Hay River will be the first NWT community outside of Fort Smith to receive midwifery services, according to Health and Social Services Minister Tom Beaulieu - just not for a couple of years.
The department is looking at rolling out the first stage of the territorial midwifery expansion project in the 2014-15 fiscal year, with $473,000 in initial costs expected for the Hay River program.
Following that, an ongoing cost of $270,000 per year will keep two midwives in the community.
The program is planned to coincide with construction of the community’s new health centre, which is expected to open its doors in late 2015.
That investment will be followed by a $952,000 investment in a regional midwifery program in the Beaufort Delta, starting the year after. Yellowknife shouldn’t expect a renewal of its suspended program until at least 2016-17.
In the meantime, the minister said $75,000 in federal health funding will be put to use to consult further with Hay River and the Beaufort Delta communities, as well as review the NWT Midwifery Practice Framework and Midwifery Regulations regarding operations, maintenance costing and standard development.
Other funds will go to the “stabilization” of the existing Fort Smith program in order to see more babies birthed in the community. Prior to two permanent doctors joining the Fort Smith Health Centre team this summer, around 50 per cent of mothers had to be sent to Stanton Territorial Hospital in Yellowknife to give birth, Beaulieu said.
Hay River was chosen as a starting point for the expansion based on recommendations made in the March 2012 Midwifery Review report, which suggested creating other regional centres for midwifery service in the territory. Beaulieu said Hay River could potentially provide service to Fort Providence, Kakisa, Fort Resolution, K’atl’odeeche and Enterprise.
“I’m hoping that in Hay River, ultimately, there would be an expansion of that service area,” Beaulieu said. “When we build a new hospital in Hay River and we have doctors – a brand new modern health centre to attract doctors – we can provide service to a larger area. It makes more sense.”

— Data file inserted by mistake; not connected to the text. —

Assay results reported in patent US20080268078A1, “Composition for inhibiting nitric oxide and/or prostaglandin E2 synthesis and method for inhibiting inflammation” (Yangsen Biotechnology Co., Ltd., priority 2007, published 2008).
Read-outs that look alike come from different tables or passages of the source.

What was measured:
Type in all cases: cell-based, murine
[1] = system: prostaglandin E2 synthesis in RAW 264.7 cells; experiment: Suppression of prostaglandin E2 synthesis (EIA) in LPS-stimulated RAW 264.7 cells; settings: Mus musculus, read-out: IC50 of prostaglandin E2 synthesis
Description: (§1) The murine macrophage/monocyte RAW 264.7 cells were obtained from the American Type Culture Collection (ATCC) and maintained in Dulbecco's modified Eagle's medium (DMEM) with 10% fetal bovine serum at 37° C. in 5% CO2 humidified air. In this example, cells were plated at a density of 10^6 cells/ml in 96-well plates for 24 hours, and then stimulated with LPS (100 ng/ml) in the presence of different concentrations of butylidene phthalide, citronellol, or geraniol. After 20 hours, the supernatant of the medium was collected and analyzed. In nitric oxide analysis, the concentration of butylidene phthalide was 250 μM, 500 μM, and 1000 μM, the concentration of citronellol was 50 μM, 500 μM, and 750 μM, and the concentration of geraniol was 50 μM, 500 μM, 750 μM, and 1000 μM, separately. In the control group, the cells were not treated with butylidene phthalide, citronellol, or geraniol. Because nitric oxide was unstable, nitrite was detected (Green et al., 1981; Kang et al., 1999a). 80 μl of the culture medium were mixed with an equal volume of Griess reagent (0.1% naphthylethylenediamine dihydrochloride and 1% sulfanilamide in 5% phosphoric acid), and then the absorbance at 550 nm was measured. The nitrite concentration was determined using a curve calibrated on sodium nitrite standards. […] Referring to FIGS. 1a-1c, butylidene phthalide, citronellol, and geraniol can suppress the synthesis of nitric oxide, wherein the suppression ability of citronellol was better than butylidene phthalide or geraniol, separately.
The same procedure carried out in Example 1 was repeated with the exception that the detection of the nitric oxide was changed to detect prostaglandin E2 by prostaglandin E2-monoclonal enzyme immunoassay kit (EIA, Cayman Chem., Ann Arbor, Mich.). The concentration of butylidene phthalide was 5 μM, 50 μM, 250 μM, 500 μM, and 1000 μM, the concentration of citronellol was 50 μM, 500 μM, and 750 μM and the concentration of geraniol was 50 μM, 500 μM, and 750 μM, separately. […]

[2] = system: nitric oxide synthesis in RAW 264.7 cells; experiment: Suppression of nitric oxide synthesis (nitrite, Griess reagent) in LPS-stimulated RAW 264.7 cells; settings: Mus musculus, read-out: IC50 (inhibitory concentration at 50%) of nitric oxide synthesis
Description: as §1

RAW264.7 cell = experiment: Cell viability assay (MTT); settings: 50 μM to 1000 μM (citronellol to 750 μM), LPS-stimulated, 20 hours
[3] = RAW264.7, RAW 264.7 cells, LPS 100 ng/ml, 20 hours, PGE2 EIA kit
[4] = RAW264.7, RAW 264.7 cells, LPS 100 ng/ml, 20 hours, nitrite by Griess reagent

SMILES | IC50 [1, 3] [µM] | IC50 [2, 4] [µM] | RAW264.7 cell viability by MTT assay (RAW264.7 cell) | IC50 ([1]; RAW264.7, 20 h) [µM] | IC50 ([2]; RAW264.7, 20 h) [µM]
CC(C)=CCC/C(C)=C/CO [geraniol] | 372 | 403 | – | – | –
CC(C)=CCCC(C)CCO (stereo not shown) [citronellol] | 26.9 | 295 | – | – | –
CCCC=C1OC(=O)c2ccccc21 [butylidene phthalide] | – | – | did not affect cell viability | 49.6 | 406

Similarly, the Beaufort Delta program will be designed to serve that region, and perhaps others.
“Once we have a midwifery program that’s up and running, I know that some of the people from the Sahtu have received care in the Beaufort Delta Regional Hospital, so it’s possible that midwives would encompass some of the Sahtu communities,” Beaulieu said.
He said the expansion is being done incrementally, not only because the department is swamped with other priorities, but in order to work out any complications that arise along the way.
“We don’t want to rush into any of these things,” he said. “We want to be able to iron the bugs out of the system. We don’t want to put too much on our plates so that we put something shoddy out. We want to put something effective and something that the people would be comfortable using, so we don’t want to do them all at once and then realize we have too much work on our hands. That’s why we’re going to try to roll it out systematically.”
Despite criticism from Yellowknife MLA Wendy Bisaro that mothers in the capital should have access to midwifery services, Beaulieu said it doesn’t make financial sense for the department to begin where there are already birthing capabilities and support services, such as the Healthy Families program, available. He said the goal of the expansion is to make sure as many mothers, most of whom are currently forced to have their babies in Yellowknife, can give birth as close to home as possible.
“We have to make decisions that are best for the system,” he said. “We’re still more than capable of having births in Yellowknife. They already have 30 doctors to take care of the birthing situation…We’re not going to get the biggest bang for the buck by starting in Yellowknife.”
He said more details on the scope and cost of the expansion will follow next year’s consultations.